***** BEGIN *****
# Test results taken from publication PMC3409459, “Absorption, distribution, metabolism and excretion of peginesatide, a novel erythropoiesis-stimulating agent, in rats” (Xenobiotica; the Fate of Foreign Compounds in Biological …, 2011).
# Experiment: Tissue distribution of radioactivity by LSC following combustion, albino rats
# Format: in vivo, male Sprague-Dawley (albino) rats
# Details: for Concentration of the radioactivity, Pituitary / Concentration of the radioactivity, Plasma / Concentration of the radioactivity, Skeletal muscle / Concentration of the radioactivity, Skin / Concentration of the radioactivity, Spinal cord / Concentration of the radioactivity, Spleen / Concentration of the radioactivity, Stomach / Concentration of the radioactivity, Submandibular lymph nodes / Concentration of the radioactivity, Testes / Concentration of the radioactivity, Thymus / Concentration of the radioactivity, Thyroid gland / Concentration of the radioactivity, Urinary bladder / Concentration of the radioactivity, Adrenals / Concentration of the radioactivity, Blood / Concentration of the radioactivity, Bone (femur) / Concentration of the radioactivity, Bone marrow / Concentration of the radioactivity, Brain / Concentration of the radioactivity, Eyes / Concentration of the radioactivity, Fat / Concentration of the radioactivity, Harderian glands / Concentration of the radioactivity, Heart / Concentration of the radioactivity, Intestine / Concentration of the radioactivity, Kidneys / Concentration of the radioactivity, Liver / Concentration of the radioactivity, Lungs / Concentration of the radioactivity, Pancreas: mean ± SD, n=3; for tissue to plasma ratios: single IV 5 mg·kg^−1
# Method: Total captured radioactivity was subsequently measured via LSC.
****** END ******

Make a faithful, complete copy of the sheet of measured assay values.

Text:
# Test results taken from publication PMC3409459, “Absorption, distribution, metabolism and excretion of peginesatide, a novel erythropoiesis-stimulating agent, in rats” (Xenobiotica; the Fate of Foreign Compounds in Biological …, 2011).
# Experiment: Tissue distribution of radioactivity by LSC following combustion, albino rats
# Format: in vivo, male Sprague-Dawley (albino) rats
# Details: for Concentration of the radioactivity, Pituitary / Concentration of the radioactivity, Plasma / Concentration of the radioactivity, Skeletal muscle / Concentration of the radioactivity, Skin / Concentration of the radioactivity, Spinal cord / Concentration of the radioactivity, Spleen / Concentration of the radioactivity, Stomach / Concentration of the radioactivity, Submandibular lymph nodes / Concentration of the radioactivity, Testes / Concentration of the radioactivity, Thymus / Concentration of the radioactivity, Thyroid gland / Concentration of the radioactivity, Urinary bladder / Concentration of the radioactivity, Adrenals / Concentration of the radioactivity, Blood / Concentration of the radioactivity, Bone (femur) / Concentration of the radioactivity, Bone marrow / Concentration of the radioactivity, Brain / Concentration of the radioactivity, Eyes / Concentration of the radioactivity, Fat / Concentration of the radioactivity, Harderian glands / Concentration of the radioactivity, Heart / Concentration of the radioactivity, Intestine / Concentration of the radioactivity, Kidneys / Concentration of the radioactivity, Liver / Concentration of the radioactivity, Lungs / Concentration of the radioactivity, Pancreas: mean ± SD, n=3; for tissue to plasma ratios: single IV 5 mg·kg^−1
# Method: Total captured radioactivity was subsequently measured via LSC.